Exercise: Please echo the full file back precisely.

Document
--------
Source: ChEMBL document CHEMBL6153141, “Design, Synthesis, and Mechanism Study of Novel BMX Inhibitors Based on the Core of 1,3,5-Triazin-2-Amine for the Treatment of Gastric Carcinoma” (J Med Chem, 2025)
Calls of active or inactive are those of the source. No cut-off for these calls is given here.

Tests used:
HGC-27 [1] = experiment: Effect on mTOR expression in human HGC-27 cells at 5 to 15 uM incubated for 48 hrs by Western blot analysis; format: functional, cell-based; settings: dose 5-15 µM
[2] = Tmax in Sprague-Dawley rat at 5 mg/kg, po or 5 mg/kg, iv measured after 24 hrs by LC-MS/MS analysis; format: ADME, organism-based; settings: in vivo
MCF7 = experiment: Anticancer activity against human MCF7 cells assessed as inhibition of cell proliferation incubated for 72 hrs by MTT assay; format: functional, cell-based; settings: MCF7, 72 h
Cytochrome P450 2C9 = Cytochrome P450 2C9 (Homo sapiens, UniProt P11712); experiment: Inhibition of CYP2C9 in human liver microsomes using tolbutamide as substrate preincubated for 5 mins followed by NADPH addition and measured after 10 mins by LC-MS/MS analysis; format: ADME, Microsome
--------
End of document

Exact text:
Source: ChEMBL document CHEMBL6153141, “Design, Synthesis, and Mechanism Study of Novel BMX Inhibitors Based on the Core of 1,3,5-Triazin-2-Amine for the Treatment of Gastric Carcinoma” (J Med Chem, 2025)
Calls of active or inactive are those of the source. No cut-off for these calls is given here.

Tests used:
HGC-27 [1] = experiment: Effect on mTOR expression in human HGC-27 cells at 5 to 15 uM incubated for 48 hrs by Western blot analysis; format: functional, cell-based; settings: dose 5-15 µM
[2] = Tmax in Sprague-Dawley rat at 5 mg/kg, po or 5 mg/kg, iv measured after 24 hrs by LC-MS/MS analysis; format: ADME, organism-based; settings: in vivo
MCF7 = experiment: Anticancer activity against human MCF7 cells assessed as inhibition of cell proliferation incubated for 72 hrs by MTT assay; format: functional, cell-based; settings: MCF7, 72 h
Cytochrome P450 2C9 = Cytochrome P450 2C9 (Homo sapiens, UniProt P11712); experiment: Inhibition of CYP2C9 in human liver microsomes using tolbutamide as substrate preincubated for 5 mins followed by NADPH addition and measured after 10 mins by LC-MS/MS analysis; format: ADME, Microsome